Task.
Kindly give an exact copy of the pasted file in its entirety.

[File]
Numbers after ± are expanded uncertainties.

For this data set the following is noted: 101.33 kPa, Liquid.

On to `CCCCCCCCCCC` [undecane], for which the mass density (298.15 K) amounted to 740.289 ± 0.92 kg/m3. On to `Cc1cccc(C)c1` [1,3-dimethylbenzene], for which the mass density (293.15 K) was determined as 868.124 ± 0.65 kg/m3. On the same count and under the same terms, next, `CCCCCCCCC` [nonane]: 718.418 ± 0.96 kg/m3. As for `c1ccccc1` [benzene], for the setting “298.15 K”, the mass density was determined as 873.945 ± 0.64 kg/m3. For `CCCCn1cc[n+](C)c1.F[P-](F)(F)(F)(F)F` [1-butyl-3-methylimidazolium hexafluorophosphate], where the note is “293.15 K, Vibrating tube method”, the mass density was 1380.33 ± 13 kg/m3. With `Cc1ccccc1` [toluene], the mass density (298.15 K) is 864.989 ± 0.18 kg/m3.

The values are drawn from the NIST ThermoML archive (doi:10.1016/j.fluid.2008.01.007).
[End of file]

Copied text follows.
Numbers after ± are expanded uncertainties.

For this data set the following is noted: 101.33 kPa, Liquid.

On to `CCCCCCCCCCC` [undecane], for which the mass density (298.15 K) amounted to 740.289 ± 0.92 kg/m3. On to `Cc1cccc(C)c1` [1,3-dimethylbenzene], for which the mass density (293.15 K) was determined as 868.124 ± 0.65 kg/m3. On the same count and under the same terms, next, `CCCCCCCCC` [nonane]: 718.418 ± 0.96 kg/m3. As for `c1ccccc1` [benzene], for the setting “298.15 K”, the mass density was determined as 873.945 ± 0.64 kg/m3. For `CCCCn1cc[n+](C)c1.F[P-](F)(F)(F)(F)F` [1-butyl-3-methylimidazolium hexafluorophosphate], where the note is “293.15 K, Vibrating tube method”, the mass density was 1380.33 ± 13 kg/m3. With `Cc1ccccc1` [toluene], the mass density (298.15 K) is 864.989 ± 0.18 kg/m3.

The values are drawn from the NIST ThermoML archive (doi:10.1016/j.fluid.2008.01.007).